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Lynch has ‘considerable concern’ over Russian build-up

In addition to meeting with a wide spectrum of political leaders, Representative Stephen Lynch said he spoke with young Ukrainian men who are increasingly concerned they will have to fight.

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In addition to meeting with a wide spectrum of political leaders, Representative Stephen Lynch said he spoke with young Ukrainian men who are increasingly concerned they will have to fight.

WASHINGTON -- Representative Stephen F. Lynch is returning from Ukraine Monday with “considerable concern” that Russia’s military presence on the country’s eastern border poses a threat of invasion.

Lynch, a South Boston Democrat, visited with the country’s leaders during a critical time, on the heels of Russia’s annexation of Crimea and ahead of May elections that were a large focus of his visit. Senator Kelly Ayotte, a Republican from New Hampshire, led the trip, which also included Senator Joe Donnelly, an Indiana Democrat.

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Ukrainian officials told Lynch they view the Russian build-up -- which includes air support -- with great trepidation, despite assertions from Russia’s general in the region that they are merely training.

“That’s what he said in Crimea,” Lynch said Sunday evening by telephone, just before his Monday morning return flight. “It looks much more like an invasion force.”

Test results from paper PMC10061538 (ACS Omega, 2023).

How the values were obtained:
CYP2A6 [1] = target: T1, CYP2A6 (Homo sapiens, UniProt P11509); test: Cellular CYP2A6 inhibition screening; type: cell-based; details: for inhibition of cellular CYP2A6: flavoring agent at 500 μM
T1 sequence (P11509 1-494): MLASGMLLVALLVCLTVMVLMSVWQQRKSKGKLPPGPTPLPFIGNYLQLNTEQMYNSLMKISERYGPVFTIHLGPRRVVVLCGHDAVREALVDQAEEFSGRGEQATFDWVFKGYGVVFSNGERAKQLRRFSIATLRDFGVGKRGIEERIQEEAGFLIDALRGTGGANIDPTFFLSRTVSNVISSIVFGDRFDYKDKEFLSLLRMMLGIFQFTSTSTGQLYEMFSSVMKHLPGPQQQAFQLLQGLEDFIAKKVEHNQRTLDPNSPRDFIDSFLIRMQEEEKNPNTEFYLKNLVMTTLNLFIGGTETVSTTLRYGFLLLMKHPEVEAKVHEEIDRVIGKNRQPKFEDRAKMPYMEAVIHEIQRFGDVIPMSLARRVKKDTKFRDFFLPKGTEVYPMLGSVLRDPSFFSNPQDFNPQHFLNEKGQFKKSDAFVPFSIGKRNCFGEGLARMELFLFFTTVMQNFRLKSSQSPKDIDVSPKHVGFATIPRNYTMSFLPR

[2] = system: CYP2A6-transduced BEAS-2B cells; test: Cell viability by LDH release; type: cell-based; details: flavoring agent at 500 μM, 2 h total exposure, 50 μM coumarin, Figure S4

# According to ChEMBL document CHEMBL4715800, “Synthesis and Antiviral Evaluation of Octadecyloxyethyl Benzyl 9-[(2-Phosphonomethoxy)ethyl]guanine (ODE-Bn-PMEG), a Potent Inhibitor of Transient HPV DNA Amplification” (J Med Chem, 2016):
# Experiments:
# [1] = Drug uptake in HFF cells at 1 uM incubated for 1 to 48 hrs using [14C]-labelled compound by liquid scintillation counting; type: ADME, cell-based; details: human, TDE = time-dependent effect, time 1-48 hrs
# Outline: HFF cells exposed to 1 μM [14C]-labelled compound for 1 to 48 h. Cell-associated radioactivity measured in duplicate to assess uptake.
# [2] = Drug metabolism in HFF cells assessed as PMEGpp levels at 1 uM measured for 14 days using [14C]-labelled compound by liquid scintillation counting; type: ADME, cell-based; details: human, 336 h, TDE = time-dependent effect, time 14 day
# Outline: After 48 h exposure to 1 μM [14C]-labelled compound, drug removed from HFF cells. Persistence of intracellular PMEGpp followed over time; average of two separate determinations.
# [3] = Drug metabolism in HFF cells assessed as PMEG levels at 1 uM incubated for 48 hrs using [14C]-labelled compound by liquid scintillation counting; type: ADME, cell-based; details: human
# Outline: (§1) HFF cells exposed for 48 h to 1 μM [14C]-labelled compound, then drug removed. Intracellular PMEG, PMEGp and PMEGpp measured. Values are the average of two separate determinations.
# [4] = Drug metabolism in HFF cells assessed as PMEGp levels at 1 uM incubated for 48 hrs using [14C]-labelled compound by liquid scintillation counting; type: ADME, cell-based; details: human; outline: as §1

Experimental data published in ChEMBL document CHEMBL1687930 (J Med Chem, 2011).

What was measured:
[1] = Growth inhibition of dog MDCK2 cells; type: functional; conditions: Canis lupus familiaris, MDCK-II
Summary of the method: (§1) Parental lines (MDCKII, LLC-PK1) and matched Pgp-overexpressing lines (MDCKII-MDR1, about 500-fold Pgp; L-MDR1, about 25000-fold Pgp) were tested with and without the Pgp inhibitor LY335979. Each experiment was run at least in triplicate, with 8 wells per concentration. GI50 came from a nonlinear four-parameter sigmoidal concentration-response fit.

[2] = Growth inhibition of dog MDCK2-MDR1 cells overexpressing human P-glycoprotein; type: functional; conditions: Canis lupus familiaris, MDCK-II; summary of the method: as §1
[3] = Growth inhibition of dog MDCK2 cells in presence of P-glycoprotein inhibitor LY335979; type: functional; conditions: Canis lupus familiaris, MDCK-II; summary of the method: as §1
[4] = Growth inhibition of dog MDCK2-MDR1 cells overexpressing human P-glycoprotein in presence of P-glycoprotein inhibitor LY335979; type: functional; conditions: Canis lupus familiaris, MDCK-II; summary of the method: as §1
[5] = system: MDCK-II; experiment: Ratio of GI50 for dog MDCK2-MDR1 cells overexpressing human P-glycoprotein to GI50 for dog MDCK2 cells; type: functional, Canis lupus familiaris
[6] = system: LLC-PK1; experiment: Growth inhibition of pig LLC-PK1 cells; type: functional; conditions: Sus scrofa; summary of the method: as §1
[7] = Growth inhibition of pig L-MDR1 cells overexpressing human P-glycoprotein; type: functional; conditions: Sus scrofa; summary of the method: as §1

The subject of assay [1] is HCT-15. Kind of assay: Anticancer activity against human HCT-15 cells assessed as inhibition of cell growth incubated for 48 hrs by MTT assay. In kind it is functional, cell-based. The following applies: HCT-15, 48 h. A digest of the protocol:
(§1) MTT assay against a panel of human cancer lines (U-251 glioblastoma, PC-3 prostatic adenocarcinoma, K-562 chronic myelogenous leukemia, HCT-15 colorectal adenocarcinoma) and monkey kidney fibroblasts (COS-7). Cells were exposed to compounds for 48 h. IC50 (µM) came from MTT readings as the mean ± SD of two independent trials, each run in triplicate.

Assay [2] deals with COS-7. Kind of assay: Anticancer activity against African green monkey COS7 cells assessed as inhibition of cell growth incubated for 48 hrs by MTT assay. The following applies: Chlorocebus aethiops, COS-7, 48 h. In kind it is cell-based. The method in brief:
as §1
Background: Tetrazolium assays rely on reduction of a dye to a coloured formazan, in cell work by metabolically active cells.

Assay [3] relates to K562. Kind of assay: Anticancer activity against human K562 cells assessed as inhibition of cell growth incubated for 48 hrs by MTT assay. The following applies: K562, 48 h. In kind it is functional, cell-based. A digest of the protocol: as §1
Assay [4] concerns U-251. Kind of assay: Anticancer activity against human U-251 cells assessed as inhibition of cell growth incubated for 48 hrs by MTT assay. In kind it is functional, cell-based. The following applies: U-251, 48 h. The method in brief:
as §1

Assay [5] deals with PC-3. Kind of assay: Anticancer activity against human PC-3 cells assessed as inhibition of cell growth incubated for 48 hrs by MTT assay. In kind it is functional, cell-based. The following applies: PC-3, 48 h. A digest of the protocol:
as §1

“If it’s a show, it’s a very big show,” he added.

In addition to meeting with a wide spectrum of political leaders, Lynch said he spoke with young Ukrainian men who are increasingly concerned they will have to fight. Many began receiving pre-draft letters in recent days warning them to be available in the event they are drafted, he said.

Lynch said he supports House legislation, which is set for a vote this week, that would extend loan guarantees to Ukraine.

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“In our talks with Ukrainian leadership, none of them has actually asked for boots on the ground,” he said.

Lynch’s week-long trip also included stops in Israel and Afghanistan, where the delegation met with President Hamid Karzai. Lynch said he was frustrated that Karzai is still refusing to sign a security agreement with the United States that will allow for a transition as troops are withdrawn. He was also upset that Afghanistan unexpectedly released prisoners accused of killing Afghan citizens and US soldiers.

The prisoners had been turned over by British authorities under the expectation that they would be tried in Afghan courts.

“We had a pretty lively discussion about that,” Lynch said.

Though the trip involved grave issues of national security, Lynch noted it also had a local component. General Joseph F. Dunford, Jr., the commander in Afghanistan, was born in South Boston and moved to Quincy when he was 10.

Noah Bierman can be reached at nbierman@globe.com. Follow him on Twitter @noahbierman.

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